Nuclear localization of AE was readily appreciable in the sensitive cells as early as 1 h after treatment. In this case, because of the intrinsic fluorescence quenching of the anthraquinone on interaction with DNA (14) , drug detection was achieved by counterstaining nuclei with propidium iodide (data not shown).
Effects of AE on Cell Cycle and Apoptosis.
On the basis of its chemosensitivity profile, neuroblastoma was selected as a prototype chemosensitive tumor for exploring the molecular requirements for AE-triggered cell death. Changes in SJ-N-KP cellular proliferation (DNA content and distribution) during treatment with AE were monitored by flow cytometry over a period of 48 h, an interval sufficient for SJ-N-KP cells to complete a cell cycle. As shown in Fig. 4, A and B, ⇓ after 24 h of treatment a relevant proportion of the cells remained in the G2-M phase of the cycle (20%). After 48 h, a sub-G0 peak (60%) was observed, suggestive of the presence of apoptotic cells with fragmented DNA (Fig. 4C ⇓ ). Typical morphological features of apoptotic cell death, with cell shrinkage, membrane blebbing, and nuclear fragmentation, were also exhibited by most AE-treated cells at TEM analysis. A representative picture of this phenomenon is shown in Fig. 4, D and E ⇓ .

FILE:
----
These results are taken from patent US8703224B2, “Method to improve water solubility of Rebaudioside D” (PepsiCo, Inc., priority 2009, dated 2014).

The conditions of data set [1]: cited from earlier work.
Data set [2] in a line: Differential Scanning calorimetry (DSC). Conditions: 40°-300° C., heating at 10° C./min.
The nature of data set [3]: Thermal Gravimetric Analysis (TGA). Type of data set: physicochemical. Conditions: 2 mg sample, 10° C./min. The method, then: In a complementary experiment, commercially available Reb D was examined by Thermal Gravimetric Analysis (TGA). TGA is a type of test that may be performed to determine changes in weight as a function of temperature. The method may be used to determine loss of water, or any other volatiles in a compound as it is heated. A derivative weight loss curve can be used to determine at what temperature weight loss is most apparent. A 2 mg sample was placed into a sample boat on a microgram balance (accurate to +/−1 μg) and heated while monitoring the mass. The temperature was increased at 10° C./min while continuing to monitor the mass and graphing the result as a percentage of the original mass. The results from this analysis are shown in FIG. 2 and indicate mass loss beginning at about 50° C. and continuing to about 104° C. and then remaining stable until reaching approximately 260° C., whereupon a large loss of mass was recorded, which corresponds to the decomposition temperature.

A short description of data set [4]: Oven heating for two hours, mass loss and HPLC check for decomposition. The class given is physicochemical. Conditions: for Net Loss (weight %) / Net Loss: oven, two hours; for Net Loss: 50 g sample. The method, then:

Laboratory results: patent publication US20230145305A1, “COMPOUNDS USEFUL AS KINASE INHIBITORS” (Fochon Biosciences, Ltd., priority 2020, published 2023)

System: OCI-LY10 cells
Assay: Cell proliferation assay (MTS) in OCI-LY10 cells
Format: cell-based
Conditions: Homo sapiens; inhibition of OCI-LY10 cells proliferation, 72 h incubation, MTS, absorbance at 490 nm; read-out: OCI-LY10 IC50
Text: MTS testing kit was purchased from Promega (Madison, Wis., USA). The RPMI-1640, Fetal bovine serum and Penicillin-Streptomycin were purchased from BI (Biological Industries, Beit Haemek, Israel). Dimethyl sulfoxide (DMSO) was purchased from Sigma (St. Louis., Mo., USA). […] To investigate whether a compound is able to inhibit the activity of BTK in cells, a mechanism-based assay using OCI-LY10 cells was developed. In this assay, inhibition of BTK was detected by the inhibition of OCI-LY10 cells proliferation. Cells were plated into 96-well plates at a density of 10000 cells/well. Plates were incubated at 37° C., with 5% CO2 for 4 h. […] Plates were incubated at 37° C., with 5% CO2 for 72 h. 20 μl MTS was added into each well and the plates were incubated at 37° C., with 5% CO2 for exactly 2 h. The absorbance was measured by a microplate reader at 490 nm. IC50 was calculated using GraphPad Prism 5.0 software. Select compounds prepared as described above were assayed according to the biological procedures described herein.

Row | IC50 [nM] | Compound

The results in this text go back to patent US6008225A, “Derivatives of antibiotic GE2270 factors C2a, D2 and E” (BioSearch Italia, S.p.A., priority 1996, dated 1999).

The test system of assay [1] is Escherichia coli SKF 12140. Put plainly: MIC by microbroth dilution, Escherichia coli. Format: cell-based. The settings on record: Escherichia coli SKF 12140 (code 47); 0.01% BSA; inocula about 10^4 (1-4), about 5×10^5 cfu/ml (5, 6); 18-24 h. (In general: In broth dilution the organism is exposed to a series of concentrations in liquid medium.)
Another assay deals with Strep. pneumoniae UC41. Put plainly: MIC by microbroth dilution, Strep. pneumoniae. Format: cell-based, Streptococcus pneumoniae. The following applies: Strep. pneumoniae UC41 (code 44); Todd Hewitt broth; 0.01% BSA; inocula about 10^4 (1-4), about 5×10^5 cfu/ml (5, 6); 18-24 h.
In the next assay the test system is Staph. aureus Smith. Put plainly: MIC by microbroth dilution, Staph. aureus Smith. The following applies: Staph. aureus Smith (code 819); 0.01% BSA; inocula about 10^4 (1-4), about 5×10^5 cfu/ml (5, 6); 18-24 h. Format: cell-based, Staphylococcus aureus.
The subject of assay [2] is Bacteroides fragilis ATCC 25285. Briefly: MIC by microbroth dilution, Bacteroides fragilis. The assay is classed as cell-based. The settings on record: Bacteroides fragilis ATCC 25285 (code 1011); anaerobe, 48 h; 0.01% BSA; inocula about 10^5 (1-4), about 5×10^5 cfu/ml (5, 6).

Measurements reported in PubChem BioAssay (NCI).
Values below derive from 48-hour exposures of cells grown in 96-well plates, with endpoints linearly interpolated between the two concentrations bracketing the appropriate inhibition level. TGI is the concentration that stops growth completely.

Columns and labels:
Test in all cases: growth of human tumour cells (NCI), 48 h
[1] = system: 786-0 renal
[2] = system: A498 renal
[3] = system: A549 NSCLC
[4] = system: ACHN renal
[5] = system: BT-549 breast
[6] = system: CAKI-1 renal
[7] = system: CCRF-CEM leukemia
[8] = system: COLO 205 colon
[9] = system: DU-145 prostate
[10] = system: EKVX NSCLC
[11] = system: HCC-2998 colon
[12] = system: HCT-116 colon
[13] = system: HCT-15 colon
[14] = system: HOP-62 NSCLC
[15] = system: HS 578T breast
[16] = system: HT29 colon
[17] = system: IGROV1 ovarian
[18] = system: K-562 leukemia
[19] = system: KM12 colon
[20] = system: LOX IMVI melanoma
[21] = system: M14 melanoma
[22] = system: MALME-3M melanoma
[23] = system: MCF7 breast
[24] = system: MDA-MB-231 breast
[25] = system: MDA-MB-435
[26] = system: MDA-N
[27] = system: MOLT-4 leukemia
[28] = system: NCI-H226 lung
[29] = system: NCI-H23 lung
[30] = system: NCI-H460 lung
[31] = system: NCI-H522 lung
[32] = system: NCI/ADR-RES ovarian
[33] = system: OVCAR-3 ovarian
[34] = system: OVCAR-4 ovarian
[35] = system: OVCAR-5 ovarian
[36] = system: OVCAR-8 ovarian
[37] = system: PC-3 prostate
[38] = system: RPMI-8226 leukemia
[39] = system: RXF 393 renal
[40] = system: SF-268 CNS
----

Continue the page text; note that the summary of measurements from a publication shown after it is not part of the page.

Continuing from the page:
In Vivo Inhibition of Neuroblastoma Growth by AE.
The potential of AE as an antineoplastic agent in vivo was assessed in a murine model system. Mice with SCID were injected s.c. with human neuroblastoma cells (IMR5) and immediately treated with AE at a dose of 50 mg/Kg/day (the highest concentration compatible with an aqueous solution of the drug). The tumor was sensitive to the drug, as shown by a significant reduction (P < 0.05) of its growth in the animal hosts (Fig. 5A ⇓ ). Furthermore, when AE treatment was delayed until a palpable tumor mass had developed (day 15), tumor growth was halted (Fig. 5B ⇓ ) throughout the period of drug administration (P < 0.05). As seen in vitro (Fig. 2B ⇓ ), the human colon carcinoma cell line (LoVo 109) injected s.c. into SCID mice was refractory to the treatment (Fig. 5C ⇓ ). No appreciable signs of acute or chronic toxicity were observed in any of the treated animals; weight, neurological and intestinal functions, and hematological parameters were normal, and no other manifestation of acute toxicity was evident. No structural abnormalities were observed on macroscopic examination in either the AE-treated or control group.